A Google patent describes a method of classifying sites as low quality by ranking the links. The algorithm patent is called, Classifying Sites as Low Quality Sites. The patent names specific factors for identifying low quality sites.
It’s worthwhile to learn these factors and consider them. There’s no way to know if they are in use. But the factors themselves can help improve SEO practices, regardless if Google is using the algorithm or not.
An Obscure Link Algorithm
This patent dates from 2012 to 2015. It corresponds to the time that Penguin was first released.
There have only been a few discussions of this algorithm. It has, in my opinion, not been discussed in the detail offered below. As a consequence, it seems that many people may not be aware of it.
I believe this is an important algorithm to understand. If any parts of it are in use, then it could impact the SEO process.
Just Because it’s Patented…
What must be noted in any discussions of patents or research papers is that just because it’s patented does not mean it’s in use. I would also like to point out that this patent dates from 2012 to 2015. This corresponds to the time period of the Penguin Algorithm.
There is no evidence that this is a part of the Penguin Algorithm. But it is interesting because it is one of the few link ranking algorithms we know about from Google. Not a site ranking algorithm, a link ranking algorithm. That quality makes this particular algorithm especially interesting.
Although this algorithm may or may not be use, I believe that it is worthwhile to understand what is possible. Knowing what is possible can help you better understand what is not possible or likely. And once you know that you are better able to spot bad SEO information.
How the Algorithm Ranks Links
The algorithm is called Classifying Sites as Low Quality. It works by ranking links, not the content itself. The underlying principle can be said to be that if the links to a site are low quality then the site itself must be low quality.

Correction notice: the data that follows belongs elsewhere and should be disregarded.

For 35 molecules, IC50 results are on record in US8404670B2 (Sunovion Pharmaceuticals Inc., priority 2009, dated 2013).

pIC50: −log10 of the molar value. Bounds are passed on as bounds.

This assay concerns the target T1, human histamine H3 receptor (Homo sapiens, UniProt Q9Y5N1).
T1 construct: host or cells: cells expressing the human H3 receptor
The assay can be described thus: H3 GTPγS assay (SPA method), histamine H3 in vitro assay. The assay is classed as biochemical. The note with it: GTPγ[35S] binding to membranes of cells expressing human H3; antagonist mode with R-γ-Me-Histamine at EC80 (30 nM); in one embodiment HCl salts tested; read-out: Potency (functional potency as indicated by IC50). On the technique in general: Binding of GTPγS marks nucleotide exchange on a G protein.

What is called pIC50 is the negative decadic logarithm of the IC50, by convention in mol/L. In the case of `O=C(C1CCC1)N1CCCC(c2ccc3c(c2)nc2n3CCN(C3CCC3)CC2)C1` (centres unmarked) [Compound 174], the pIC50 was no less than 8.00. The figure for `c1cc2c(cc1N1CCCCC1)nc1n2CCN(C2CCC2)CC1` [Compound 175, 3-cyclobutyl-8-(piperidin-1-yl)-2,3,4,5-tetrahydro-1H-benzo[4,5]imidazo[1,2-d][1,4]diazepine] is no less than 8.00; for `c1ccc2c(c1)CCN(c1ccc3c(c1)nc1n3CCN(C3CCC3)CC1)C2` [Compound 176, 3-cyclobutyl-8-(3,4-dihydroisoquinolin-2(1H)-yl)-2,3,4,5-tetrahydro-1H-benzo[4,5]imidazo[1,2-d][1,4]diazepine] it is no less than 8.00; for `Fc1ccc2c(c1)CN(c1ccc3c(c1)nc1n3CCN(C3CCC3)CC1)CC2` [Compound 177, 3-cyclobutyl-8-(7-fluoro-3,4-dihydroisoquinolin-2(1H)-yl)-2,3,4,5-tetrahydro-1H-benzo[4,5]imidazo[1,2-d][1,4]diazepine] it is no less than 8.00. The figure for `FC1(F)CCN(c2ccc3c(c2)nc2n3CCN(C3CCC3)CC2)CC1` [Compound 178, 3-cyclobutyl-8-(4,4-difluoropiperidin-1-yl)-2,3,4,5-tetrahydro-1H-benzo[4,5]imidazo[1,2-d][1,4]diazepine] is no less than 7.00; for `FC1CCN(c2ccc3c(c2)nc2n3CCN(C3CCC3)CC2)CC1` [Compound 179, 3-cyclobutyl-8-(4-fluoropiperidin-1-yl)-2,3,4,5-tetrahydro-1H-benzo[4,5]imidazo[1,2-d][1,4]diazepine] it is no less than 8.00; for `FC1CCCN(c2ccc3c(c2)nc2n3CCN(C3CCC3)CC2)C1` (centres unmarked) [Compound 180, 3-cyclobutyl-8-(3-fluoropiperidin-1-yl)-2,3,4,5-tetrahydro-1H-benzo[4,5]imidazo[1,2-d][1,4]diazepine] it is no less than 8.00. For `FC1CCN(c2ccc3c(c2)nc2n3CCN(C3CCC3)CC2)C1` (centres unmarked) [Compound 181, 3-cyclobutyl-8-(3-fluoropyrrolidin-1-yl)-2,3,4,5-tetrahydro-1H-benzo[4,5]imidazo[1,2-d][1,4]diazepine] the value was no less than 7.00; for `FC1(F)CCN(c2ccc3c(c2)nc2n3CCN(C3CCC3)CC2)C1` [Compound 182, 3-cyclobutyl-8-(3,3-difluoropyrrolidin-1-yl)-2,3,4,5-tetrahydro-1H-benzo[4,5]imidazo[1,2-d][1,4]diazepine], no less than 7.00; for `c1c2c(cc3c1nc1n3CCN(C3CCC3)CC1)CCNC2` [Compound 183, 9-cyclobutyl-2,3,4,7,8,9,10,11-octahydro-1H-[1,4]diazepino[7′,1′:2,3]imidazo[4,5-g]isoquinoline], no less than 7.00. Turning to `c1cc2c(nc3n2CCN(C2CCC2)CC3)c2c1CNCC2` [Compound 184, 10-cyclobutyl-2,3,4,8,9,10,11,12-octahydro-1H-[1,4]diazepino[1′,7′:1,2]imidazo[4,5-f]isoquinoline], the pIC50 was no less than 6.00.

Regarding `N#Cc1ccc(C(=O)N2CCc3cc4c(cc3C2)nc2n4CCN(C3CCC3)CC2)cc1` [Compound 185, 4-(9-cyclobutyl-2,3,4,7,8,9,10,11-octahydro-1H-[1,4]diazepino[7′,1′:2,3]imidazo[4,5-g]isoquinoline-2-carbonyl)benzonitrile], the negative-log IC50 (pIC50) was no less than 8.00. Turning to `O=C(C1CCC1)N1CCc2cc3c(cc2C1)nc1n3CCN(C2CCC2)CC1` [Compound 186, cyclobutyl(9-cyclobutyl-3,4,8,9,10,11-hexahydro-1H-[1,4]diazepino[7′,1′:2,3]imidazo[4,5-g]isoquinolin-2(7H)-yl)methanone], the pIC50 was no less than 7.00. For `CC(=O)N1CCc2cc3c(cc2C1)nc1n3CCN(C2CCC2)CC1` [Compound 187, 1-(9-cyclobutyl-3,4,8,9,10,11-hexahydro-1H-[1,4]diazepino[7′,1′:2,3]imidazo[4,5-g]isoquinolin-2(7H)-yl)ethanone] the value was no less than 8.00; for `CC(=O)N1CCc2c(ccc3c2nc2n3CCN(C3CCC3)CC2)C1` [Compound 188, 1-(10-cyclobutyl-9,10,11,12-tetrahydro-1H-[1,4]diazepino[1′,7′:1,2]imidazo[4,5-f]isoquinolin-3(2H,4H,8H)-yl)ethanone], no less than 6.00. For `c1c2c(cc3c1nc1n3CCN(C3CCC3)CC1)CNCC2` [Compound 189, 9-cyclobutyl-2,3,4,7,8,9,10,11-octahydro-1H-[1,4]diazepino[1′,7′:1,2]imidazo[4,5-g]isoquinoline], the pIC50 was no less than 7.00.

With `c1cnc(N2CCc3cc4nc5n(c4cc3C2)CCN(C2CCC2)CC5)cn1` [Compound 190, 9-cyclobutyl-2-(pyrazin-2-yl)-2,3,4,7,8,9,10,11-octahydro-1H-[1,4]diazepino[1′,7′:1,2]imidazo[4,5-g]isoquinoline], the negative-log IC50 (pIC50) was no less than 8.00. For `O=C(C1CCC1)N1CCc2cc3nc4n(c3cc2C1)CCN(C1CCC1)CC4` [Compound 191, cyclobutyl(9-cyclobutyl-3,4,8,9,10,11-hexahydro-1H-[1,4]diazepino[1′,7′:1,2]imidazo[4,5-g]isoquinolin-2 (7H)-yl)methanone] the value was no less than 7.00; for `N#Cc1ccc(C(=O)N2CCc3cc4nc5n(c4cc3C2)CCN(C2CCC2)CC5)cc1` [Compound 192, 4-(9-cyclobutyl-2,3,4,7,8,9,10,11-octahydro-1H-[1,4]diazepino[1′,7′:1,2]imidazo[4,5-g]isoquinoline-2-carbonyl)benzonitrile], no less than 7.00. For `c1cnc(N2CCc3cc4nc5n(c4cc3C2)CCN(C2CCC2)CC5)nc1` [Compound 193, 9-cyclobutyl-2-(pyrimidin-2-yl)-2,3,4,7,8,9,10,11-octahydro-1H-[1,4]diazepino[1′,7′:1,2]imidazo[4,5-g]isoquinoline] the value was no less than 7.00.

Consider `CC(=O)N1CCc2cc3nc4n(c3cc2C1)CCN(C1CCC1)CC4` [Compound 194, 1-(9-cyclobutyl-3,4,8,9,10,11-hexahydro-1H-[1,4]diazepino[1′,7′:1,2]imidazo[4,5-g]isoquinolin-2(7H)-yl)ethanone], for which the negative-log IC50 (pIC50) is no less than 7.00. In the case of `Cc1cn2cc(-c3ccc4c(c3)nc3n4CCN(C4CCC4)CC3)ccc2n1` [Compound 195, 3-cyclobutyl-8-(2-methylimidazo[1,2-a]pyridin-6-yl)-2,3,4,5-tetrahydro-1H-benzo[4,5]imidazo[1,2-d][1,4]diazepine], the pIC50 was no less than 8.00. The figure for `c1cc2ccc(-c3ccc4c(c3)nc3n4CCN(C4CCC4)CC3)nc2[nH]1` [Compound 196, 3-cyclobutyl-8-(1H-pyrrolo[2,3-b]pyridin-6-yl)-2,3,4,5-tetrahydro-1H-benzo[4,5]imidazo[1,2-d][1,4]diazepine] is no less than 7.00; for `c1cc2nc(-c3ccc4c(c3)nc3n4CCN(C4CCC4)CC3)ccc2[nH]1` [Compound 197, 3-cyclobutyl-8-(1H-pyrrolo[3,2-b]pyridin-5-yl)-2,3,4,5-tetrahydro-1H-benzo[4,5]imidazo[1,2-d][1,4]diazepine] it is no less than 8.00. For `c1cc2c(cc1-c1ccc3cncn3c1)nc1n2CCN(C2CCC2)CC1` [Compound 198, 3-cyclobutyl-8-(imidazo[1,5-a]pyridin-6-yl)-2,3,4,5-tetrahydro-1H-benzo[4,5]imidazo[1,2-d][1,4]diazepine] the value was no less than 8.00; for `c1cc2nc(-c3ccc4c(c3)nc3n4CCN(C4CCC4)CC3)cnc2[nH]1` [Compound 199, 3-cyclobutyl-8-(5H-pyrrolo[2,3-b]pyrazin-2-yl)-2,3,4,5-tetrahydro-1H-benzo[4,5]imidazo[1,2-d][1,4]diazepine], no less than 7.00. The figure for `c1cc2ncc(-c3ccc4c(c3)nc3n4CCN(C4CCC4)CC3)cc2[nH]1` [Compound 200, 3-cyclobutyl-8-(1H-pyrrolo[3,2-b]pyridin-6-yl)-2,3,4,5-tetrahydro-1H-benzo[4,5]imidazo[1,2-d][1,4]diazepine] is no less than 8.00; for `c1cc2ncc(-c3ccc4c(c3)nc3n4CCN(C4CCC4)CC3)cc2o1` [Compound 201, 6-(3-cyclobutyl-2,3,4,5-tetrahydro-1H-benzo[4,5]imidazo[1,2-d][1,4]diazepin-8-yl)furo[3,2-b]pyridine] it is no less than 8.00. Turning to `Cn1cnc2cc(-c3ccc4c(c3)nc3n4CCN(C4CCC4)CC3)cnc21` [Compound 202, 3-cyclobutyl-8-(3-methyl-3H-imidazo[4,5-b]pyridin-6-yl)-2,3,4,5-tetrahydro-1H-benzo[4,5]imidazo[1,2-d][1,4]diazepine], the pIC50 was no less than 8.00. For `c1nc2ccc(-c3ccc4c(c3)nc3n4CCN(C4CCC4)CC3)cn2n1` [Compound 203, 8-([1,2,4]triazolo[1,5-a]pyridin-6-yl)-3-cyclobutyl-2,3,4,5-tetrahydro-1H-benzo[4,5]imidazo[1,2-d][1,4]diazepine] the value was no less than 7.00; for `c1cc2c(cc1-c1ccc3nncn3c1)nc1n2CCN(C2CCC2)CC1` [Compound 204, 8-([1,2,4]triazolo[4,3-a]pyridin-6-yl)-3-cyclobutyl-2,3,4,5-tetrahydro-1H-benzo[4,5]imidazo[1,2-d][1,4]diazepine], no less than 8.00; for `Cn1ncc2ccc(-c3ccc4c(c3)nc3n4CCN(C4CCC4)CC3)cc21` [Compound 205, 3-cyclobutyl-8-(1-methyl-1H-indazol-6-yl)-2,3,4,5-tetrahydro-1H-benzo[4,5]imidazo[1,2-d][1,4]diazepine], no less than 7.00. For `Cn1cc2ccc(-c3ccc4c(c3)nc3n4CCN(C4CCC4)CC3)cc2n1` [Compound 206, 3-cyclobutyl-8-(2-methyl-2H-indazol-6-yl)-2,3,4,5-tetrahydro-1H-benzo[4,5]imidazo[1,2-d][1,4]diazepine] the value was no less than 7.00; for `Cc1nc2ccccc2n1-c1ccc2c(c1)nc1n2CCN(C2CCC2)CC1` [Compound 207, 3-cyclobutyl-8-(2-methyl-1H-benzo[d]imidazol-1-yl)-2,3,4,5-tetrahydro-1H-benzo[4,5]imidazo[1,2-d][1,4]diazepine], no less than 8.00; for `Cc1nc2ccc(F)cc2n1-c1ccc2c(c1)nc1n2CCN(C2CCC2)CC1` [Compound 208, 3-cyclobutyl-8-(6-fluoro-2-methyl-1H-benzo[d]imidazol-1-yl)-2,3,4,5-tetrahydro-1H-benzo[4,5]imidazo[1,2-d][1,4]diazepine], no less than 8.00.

This algorithm may be resistant to spammy scraper links because it only comes into play after the ranking algorithm has done it’s work. It’s the ranking algorithm that includes Penguin and other link related algorithms. So once the ranking engine has ranked sites, the link data that this algorithm uses will likely be filtered and represent a reduced link graph. A reduced link graph is a map of the links to and from sites that have had all the spam connections removed.
The algorithm ranks the links according to three ranking scores. The patent calls these scores, “quality groups.”
The scores are named Vital, Good, and Bad.
Obviously, the Vital score is the highest, Good is medium and Bad is not good (so to speak!).
The algorithm will then take all the scores and compute a total score. If this score falls below a certain threshold then the site or page itself is deemed low quality.
That’s my plain English translation of the patent.
Here is how the the patent itself describes itself:
“The system assigns the resources to resource quality groups (310). Each resource quality group is defined by a range of resource quality scores. The ranges can be non-overlapping. The system assigns each resource to the resource quality group defined by the range encompassing the resource quality score for the resource. In some implementations, the system assigns each resource to one of three groups, vital, good, and bad. Vital resources have the highest resource quality scores, good resource have medium resource quality scores, and bad resources have the lowest resource quality scores.”
The patent also describes something called an Implied Link. The concept of implied links must be explained before we proceed further.
There is an idea in the SEO community that Implied Links are unlinked citations. An unlinked citation is a URL that is not a link, a URL that cannot be clicked to visit the site. However, there are other definitions of an Implied Link.
A non-Google researcher named Ryan Rossi describes a Latent Link as a sort of virtual link. Latent means something that is hidden or can’t be readily seen. The paper is called, Discovering Latent Graphs with Positive and Negative Links to Eliminate Spam in Adversarial Information Retrieval
A latent link happens when site A links to Site B, and Site C links to Site A. So you have this: Site A > Site B > Site C. The implied link exists between Site A and Site C.